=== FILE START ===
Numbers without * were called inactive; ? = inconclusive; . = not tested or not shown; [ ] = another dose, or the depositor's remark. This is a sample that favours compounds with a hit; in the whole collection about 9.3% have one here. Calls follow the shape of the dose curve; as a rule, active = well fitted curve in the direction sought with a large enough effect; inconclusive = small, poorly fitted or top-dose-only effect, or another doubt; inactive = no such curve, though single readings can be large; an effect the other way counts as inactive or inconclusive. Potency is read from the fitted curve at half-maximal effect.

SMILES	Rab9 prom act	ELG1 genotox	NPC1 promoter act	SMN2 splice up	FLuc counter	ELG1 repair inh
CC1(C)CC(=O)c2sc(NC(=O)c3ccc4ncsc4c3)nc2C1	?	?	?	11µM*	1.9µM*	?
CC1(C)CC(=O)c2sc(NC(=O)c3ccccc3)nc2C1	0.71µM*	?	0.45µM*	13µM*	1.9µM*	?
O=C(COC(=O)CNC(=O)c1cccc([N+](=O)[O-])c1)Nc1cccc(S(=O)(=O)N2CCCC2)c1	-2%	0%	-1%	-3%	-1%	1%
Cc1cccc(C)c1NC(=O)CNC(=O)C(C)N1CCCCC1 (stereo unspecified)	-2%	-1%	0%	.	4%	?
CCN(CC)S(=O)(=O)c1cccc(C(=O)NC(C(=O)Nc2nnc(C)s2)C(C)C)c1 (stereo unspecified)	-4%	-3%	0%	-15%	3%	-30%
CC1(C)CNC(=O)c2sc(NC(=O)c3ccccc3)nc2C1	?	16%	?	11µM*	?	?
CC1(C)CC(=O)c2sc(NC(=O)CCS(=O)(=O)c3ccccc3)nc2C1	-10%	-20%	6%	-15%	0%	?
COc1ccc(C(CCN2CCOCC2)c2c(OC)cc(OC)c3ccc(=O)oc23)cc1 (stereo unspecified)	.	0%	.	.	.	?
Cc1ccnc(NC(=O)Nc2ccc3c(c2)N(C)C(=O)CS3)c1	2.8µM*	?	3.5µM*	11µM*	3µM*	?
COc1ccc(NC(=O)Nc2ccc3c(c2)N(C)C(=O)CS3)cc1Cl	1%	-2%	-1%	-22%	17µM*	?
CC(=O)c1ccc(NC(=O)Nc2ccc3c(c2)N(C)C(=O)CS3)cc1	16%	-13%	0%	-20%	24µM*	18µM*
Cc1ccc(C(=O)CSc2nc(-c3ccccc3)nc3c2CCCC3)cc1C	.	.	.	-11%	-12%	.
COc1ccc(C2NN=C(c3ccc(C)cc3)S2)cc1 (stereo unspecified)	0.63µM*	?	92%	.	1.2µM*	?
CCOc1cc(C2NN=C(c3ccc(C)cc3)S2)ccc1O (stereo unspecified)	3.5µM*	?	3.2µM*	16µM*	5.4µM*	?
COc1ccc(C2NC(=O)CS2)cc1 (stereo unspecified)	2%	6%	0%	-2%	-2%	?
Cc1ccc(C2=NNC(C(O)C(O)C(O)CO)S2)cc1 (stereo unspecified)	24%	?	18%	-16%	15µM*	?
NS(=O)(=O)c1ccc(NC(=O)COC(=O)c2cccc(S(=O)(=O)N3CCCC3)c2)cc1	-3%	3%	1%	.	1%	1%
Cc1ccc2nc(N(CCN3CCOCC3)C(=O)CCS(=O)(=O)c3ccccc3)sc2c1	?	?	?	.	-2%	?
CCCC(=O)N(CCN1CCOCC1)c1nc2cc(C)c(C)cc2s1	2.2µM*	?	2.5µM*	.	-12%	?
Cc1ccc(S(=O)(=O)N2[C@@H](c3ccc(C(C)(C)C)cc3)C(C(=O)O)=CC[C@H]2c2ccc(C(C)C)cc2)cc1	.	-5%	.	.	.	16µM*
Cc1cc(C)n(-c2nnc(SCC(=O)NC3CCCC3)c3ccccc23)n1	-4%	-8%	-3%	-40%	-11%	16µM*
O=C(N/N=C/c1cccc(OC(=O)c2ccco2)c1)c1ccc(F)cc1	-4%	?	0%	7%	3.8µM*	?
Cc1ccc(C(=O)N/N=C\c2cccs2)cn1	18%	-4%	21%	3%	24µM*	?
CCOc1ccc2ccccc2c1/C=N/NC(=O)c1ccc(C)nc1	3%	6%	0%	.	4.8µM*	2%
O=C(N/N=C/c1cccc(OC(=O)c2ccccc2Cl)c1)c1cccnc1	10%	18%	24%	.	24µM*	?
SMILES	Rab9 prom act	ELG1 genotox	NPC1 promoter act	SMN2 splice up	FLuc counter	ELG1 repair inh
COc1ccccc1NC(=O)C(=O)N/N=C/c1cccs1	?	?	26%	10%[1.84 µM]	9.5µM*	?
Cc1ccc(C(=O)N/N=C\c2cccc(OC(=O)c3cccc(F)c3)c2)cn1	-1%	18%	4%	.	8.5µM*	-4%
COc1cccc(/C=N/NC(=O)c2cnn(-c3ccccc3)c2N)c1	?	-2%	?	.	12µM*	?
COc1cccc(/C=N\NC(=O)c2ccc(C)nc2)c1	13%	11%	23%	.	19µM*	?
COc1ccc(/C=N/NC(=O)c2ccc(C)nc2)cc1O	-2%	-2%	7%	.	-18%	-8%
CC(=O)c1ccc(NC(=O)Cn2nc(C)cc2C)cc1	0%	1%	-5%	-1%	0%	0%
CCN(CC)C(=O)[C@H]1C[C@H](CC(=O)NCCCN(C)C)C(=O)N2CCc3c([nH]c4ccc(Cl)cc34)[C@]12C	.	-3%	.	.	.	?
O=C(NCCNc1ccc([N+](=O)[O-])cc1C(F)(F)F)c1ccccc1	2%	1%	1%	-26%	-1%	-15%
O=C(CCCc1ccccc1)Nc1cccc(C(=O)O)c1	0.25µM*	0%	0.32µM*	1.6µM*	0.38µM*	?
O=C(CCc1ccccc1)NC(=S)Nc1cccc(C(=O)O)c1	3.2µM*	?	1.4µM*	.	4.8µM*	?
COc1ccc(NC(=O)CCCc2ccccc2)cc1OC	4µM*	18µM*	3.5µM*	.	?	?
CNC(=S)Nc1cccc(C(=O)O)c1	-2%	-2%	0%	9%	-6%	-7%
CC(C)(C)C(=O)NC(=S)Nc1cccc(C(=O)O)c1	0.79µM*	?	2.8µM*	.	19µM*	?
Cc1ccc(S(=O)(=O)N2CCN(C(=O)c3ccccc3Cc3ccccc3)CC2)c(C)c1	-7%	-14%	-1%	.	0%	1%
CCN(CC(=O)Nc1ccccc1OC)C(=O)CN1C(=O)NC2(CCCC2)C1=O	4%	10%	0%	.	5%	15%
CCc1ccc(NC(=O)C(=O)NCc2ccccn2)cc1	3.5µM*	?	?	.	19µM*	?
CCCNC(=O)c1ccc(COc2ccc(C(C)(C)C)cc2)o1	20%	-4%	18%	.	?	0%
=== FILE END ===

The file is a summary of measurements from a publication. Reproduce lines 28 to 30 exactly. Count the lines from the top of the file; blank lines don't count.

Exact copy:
SMILES	Rab9 prom act	ELG1 genotox	NPC1 promoter act	SMN2 splice up	FLuc counter	ELG1 repair inh
COc1ccccc1NC(=O)C(=O)N/N=C/c1cccs1	?	?	26%	10%[1.84 µM]	9.5µM*	?
Cc1ccc(C(=O)N/N=C\c2cccc(OC(=O)c3cccc(F)c3)c2)cn1	-1%	18%	4%	.	8.5µM*	-4%